Fieldwork in-between architecture and anthropology:
The case of Marxloh - Duisburg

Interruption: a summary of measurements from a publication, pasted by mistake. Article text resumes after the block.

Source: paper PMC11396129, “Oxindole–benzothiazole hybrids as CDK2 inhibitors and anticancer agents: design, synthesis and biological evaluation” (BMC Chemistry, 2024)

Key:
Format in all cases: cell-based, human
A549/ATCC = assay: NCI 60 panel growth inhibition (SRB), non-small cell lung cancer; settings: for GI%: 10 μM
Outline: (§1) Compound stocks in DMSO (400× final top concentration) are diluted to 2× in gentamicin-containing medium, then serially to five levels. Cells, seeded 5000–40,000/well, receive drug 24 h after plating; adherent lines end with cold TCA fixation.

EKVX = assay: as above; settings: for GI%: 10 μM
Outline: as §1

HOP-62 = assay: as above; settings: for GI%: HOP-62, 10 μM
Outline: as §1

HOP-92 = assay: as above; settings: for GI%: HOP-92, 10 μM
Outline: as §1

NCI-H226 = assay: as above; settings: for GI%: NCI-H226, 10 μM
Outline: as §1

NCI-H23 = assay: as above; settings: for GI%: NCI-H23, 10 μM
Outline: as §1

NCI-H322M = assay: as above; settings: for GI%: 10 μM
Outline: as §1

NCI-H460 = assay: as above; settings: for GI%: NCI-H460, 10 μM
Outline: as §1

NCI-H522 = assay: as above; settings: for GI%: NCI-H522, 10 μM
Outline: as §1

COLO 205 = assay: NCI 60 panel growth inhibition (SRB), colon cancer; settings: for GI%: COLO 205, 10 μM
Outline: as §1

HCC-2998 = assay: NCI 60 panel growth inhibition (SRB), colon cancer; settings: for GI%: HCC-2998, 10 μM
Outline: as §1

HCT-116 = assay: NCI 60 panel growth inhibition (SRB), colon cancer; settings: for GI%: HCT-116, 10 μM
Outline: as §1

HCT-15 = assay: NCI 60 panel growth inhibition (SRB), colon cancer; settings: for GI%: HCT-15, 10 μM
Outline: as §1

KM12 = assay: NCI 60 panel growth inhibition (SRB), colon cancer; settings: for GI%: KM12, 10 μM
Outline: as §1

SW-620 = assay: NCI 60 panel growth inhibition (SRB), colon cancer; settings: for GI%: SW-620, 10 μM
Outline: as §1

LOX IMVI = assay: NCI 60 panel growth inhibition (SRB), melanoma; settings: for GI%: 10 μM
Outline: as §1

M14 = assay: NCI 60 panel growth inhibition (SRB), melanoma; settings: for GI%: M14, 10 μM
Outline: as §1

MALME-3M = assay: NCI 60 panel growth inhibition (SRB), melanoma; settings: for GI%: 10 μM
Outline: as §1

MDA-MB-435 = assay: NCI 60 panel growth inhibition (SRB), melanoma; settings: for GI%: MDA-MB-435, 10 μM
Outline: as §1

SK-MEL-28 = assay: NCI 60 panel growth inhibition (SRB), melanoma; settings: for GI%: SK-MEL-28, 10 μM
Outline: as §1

Architecture and anthropology have long had similar interests regarding the built environment and its relationship to social life. While architecture has traditionally held the material aspects of the built form as its focus, seeing the built structure as an end in itself, anthropological studies considered the built form as a means to gain further insight into different sociocultural practices. Developments over the last few decades have changed the direction of both disciplines. With architecture’s break from modernism and universalism, more architects began creating buildings for culturally specific contexts (Stender, 2017). At the same time, anthropology, along with other branches of the social sciences, took a “spatial turn,” developing an interest in space, place and their human and non-human interaction with an emphasis on the performative nature of the built environment: what architecture does, rather than what is represents (Buchli, 2013). Despite different foci, the approaches of anthropology and architecture to the same subject allowed for significant methodological and theoretical overlap, and therefore potential for collaboration. In this paper, I explore this potential. In order to so do, I examine the historical links between anthropology and architecture as academic disciplines, identify religious architecture as a potential area of collaboration, and present the preliminary results of my ethnographic fieldwork in Duisburg, Germany.